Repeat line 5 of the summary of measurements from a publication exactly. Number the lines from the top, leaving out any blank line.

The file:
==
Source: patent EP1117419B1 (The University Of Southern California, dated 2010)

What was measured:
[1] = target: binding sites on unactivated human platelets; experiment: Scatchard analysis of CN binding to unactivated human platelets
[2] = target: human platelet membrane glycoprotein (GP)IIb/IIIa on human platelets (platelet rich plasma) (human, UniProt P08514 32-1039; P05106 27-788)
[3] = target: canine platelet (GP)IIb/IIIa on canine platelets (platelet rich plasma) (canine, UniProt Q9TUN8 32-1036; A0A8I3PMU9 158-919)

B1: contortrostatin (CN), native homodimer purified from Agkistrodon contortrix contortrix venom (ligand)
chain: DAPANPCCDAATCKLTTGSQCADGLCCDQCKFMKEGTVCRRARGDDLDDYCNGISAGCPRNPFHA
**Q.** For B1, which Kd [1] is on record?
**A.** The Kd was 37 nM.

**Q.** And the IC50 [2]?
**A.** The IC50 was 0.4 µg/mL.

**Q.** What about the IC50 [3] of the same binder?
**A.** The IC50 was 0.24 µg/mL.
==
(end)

[3] = target: canine platelet (GP)IIb/IIIa on canine platelets (platelet rich plasma) (canine, UniProt Q9TUN8 32-1036; A0A8I3PMU9 158-919)